In our last post-sushi candy run to CVS, something new and different caught my eye - Twizzlers Twerps on display, front and center, orange and pink. Immediately, I thought of Twizzlers Sourz, those bite-sized "sour-coated chews" to which I developed an alarming addiction late last year. After my first taste of that sour berry blue, I knew I was hooked. Before I knew it, I was taking down an unnaturally large number of Sourz in a single sitting. I began making up false reasons to visit my purveyor, with my trips always ending up in the aisle with that cheery neon packaging.

I wasn't heading down a good path, and I knew it. After several weeks, I painfully resolved to cut myself off. I vowed not to buy any more Sourz. The decision brought a moderate degree of suffering early on, but eventually I did stop thinking about Twizzlers Sourz altogether.

Until that day. When bags and bags of Twizzlers "Twerps" lay before me. My regular sources of sugary delight - Snickers, Reese's, Twix - none of those seemed to matter now that I had been enticed by these "tangy filled chews".

I caved. I bought the Twerps. They weren't as good as Sourz (I'm not sure if anything will ever be). But I still ate too many.

Saturday, March 04, 2006

parallel giant baking


40 mph winds and temperatures with a high of 20 transformed an exciting Saturday of beginner snowboarding lessons into an intense and gnarly day of baking.

Amanda, Cafa, and I first consoled ourselves with breakfast at Sound Bites, a somewhat overrated but still highly satisfying neighborhood joint in Somerville. (I've been spoiled by San Francisco, where places like Chloe's Cafe have made whole wheat walnut toast and farm-fresh berries a standard part of the hangover brunch...)

We then moseyed our way into the Saturday scene at Market Basket, which is completely different from what you might find at the local Whole Foods (Cantabrigians sampling cheeses after yoga) or Shaw's (MIT grad students towing personal shopping baskets on wheels). Market Basket is frenzied. Market Basket is disorienting. Market Basket is wholly human and astoundingly cheap.

I could have spent hours wandering the aisles, but my companions kept us focused on our mission. We gathered the necessary ingredients and headed home, and for the next couple hours dedicated our full attention to our chocolate cupcakes with peanut butter frosting and chocolate hazelnut bars.

Since my visit to Magnolia Bakery in the West Village last month, I have been thinking about the meaning of the quintessential cupcake. Ostensibly, Magnolia's does make the quintessential cupcake - simple flavors, deftly frosted with a thick, sugary smear. But they also make a big to-do of your entire experience in their store, which, unfortunately, takes away from the cupcake's innocent charm (note the bouncer at the door). The price of fame, I suppose.

Our chocolate cupcake recipe came from Martha Stewart, and our peanut butter frosting was the classic healthful mixture consisting primarily of peanut butter, butter, and confectioners' sugar.

Martha Stewart's Chocolate Cupcakes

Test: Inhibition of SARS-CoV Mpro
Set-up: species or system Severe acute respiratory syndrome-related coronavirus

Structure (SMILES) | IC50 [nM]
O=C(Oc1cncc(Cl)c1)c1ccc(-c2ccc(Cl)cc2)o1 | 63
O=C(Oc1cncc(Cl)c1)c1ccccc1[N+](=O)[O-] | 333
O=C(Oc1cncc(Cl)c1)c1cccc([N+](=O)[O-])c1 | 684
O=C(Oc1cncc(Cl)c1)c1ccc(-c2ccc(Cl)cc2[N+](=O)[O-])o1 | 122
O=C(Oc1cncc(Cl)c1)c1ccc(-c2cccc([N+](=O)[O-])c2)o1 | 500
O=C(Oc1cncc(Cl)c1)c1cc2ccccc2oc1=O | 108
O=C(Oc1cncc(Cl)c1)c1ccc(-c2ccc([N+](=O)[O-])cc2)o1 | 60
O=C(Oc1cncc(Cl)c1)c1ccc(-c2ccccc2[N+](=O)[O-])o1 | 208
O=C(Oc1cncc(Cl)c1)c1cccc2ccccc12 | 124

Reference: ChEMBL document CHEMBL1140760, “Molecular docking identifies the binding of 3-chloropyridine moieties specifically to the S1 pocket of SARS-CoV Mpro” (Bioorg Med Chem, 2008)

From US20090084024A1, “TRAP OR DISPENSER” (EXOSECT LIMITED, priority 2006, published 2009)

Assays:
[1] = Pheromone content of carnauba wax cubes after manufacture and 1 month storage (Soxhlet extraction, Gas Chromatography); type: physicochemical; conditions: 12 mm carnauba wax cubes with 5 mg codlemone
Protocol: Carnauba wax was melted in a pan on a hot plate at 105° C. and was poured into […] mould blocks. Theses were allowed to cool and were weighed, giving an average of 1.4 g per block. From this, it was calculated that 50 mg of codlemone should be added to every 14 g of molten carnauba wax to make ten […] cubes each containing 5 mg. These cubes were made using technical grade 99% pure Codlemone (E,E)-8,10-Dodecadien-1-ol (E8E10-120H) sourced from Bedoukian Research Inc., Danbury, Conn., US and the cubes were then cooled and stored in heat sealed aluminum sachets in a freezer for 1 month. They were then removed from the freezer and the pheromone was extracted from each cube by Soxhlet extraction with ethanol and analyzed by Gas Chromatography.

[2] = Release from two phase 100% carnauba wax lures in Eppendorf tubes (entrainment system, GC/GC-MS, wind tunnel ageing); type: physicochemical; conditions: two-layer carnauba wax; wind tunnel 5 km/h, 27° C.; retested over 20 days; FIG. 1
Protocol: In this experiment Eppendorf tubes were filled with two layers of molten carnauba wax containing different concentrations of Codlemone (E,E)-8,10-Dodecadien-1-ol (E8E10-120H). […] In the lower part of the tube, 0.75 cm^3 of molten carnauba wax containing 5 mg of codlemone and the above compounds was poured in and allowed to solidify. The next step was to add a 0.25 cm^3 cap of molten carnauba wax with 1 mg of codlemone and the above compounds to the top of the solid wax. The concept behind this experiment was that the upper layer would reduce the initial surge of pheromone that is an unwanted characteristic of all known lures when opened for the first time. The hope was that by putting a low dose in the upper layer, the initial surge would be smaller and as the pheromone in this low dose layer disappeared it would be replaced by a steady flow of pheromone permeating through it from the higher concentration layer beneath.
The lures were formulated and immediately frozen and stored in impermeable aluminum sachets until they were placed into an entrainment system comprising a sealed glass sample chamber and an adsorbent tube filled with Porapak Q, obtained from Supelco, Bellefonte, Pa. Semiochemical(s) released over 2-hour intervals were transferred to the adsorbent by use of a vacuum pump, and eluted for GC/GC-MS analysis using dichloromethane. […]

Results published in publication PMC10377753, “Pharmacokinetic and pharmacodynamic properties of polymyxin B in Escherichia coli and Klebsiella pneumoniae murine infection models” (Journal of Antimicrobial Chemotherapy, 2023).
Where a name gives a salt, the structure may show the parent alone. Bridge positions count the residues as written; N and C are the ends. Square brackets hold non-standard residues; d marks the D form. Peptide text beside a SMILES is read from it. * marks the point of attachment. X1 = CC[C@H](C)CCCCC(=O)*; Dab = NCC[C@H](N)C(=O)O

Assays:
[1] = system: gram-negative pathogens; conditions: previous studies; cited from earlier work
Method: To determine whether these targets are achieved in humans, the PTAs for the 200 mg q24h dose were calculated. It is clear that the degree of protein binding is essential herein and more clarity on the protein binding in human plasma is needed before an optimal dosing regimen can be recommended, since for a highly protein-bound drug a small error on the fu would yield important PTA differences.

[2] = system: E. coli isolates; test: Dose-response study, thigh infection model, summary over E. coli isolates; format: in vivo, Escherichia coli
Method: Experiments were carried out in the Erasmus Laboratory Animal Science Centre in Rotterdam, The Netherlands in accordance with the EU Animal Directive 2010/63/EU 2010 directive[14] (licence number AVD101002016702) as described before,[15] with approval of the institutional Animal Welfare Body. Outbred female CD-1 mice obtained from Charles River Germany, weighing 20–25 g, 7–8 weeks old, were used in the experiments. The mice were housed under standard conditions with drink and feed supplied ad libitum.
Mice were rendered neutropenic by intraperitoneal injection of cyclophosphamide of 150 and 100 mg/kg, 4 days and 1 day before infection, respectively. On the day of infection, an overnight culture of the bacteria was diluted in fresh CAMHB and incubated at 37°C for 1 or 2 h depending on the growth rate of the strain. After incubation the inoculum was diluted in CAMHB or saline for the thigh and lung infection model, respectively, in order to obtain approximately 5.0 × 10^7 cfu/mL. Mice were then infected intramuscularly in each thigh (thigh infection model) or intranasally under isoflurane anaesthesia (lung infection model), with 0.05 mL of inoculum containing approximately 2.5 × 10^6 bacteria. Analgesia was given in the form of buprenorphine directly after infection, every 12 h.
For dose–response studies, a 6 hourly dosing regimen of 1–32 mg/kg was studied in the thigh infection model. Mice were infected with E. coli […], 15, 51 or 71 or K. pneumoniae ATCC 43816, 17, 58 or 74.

(makes 12)

4 tablespoons (1/2 stick) unsalted butter, melted and cooled
6 tablespoons cocoa powder
1 cup sugar
3/4 cup plus 2 tablespoons all-purpose flour
3/4 teaspoon baking powder
3/4 teaspoon baking soda
1/2 teaspoon salt
1/2 cup milk or soy milk, room temperature
1 large egg, lightly beaten, room temperature
1 teaspoon pure vanilla extract
1/2 cup boiling water

1. Place rack in center of oven and heat to 350°. Line cupcake tins (regular size) with 12 paper liners; set aside.

2. In a large bowl, combine cocoa, sugar, flour, baking powder, baking soda, and salt. Add butter, milk, egg, and vanilla. Using a hand-held electric mixer on medium speed, beat for two minutes. (I did this by hand.) Add boiling water and beat to combine (batter will be thin). Divide batter evenly between cupcake liners.

3. Bake until a cake tester inserted into the center comes out clean, about 25 minutes. Cool in pans for 10 minutes. Transfer to a wire rack to cool completely.

Peanut Butter Frosting

3 tbsp butter, softened
1 cup creamy peanut butter
2/3 cup confectioners' sugar
1 tsp vanilla extract
2-3 tbsp milk or soy milk

Combine butter and peanut butter in a medium bowl, and beat until smooth (an electric mixer helps, but we did it by hand). Gradually mix in the sugar and vanilla. Add milk one tablespoon at a time until all of the sugar is mixed in and the frosting is smooth. Beat for a few minutes for it to get fluffy.

Don't frost the cupcakes until they are cool! We topped our finished cakes with chocolate nibs made from crushed chocolate chips. (We had trouble getting them to stay on the frosting, so we sprayed each cupcake lightly with vegetable oil first.) The end product was delightful and a joy to eat. As Amanda described, it was just moist enough to be good, but not so dishonestly moist as a cupcake from Duncan Hines. (Better than a mix - it's a low bar, but the unspoken goal of anyone who takes the time to make brownies or chocolate cake from scratch.)

Meanwhile, we also took on the challenge of developing our own chocolate hazelnut bar recipe, which I will not share with you just yet, as it is still somewhat a work in progress. I will say, however, that should you be without a food processor, Cafa has found it useful to keep the household tool chest handy by the kitchen.

(a work in progress)

For a savory complement to our nutritious lunch, we added freshly popped popcorn, which our very resourceful Amanda made in a brown paper bag, and I buttered and seasoned with garlic, chili pepper, and salt.

Overall, the day was schwank, and I am beginning to wonder why Parallel Giant Baking has yet to be included as an event in the Winter Olympics. Would it be against the rules to seek sponsorship from KitchenAid?